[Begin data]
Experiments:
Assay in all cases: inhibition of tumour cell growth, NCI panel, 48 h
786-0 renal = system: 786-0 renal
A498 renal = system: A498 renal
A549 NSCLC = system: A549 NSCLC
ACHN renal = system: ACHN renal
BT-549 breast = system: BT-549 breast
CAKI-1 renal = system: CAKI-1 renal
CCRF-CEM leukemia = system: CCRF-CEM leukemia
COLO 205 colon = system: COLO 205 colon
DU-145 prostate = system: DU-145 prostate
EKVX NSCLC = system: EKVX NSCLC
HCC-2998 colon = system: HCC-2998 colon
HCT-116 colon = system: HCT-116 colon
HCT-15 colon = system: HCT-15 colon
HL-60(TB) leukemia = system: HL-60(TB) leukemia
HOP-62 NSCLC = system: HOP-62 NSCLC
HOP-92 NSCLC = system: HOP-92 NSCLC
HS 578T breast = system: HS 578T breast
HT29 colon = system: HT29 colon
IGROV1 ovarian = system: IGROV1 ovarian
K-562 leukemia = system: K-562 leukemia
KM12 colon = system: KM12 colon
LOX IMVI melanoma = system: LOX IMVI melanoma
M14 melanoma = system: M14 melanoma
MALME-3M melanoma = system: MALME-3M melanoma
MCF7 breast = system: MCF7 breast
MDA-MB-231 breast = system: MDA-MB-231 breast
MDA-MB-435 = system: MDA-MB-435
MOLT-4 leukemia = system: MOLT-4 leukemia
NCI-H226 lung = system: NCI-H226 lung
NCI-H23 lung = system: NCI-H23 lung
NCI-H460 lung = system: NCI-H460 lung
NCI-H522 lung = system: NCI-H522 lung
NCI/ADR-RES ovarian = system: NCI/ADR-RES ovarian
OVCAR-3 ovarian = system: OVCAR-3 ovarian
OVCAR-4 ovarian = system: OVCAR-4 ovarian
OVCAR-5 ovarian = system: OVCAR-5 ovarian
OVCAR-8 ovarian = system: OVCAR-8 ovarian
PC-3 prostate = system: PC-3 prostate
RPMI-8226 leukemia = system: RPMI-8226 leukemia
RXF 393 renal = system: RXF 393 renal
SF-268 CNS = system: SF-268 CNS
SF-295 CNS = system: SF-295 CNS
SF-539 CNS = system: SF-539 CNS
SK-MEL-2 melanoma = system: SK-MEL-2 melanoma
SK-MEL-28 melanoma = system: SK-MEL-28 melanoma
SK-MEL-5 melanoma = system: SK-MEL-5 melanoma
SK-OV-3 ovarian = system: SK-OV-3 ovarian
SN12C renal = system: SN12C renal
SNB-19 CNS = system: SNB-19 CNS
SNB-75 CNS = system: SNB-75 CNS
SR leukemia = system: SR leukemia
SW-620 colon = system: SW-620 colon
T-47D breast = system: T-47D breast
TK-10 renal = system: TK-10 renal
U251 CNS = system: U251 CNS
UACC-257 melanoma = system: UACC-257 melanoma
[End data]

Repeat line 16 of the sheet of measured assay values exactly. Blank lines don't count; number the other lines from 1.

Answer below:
HL-60(TB) leukemia = system: HL-60(TB) leukemia